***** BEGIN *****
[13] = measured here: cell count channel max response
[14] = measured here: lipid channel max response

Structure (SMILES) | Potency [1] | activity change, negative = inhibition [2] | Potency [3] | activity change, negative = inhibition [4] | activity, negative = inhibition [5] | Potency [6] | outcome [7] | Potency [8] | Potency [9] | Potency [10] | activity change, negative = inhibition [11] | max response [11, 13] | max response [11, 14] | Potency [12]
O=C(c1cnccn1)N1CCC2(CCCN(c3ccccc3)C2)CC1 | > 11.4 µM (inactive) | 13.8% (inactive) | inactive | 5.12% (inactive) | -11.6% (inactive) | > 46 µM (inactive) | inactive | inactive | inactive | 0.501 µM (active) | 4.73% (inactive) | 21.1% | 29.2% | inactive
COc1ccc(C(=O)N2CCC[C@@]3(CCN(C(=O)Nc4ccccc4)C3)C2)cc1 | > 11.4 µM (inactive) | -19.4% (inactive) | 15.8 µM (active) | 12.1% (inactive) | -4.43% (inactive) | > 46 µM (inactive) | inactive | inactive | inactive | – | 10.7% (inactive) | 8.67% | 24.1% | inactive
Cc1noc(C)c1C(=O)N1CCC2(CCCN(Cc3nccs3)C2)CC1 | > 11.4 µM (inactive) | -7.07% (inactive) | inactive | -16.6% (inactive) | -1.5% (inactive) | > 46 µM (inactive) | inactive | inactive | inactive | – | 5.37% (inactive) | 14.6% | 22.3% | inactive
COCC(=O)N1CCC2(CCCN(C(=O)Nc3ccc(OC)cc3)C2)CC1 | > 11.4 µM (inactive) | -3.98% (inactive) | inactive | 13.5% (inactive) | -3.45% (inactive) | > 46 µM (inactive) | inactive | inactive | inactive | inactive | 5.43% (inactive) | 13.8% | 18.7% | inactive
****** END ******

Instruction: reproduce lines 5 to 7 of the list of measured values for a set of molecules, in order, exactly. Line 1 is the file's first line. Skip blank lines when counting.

COc1ccc(C(=O)N2CCC[C@@]3(CCN(C(=O)Nc4ccccc4)C3)C2)cc1 | > 11.4 µM (inactive) | -19.4% (inactive) | 15.8 µM (active) | 12.1% (inactive) | -4.43% (inactive) | > 46 µM (inactive) | inactive | inactive | inactive | – | 10.7% (inactive) | 8.67% | 24.1% | inactive
Cc1noc(C)c1C(=O)N1CCC2(CCCN(Cc3nccs3)C2)CC1 | > 11.4 µM (inactive) | -7.07% (inactive) | inactive | -16.6% (inactive) | -1.5% (inactive) | > 46 µM (inactive) | inactive | inactive | inactive | – | 5.37% (inactive) | 14.6% | 22.3% | inactive
COCC(=O)N1CCC2(CCCN(C(=O)Nc3ccc(OC)cc3)C2)CC1 | > 11.4 µM (inactive) | -3.98% (inactive) | inactive | 13.5% (inactive) | -3.45% (inactive) | > 46 µM (inactive) | inactive | inactive | inactive | inactive | 5.43% (inactive) | 13.8% | 18.7% | inactive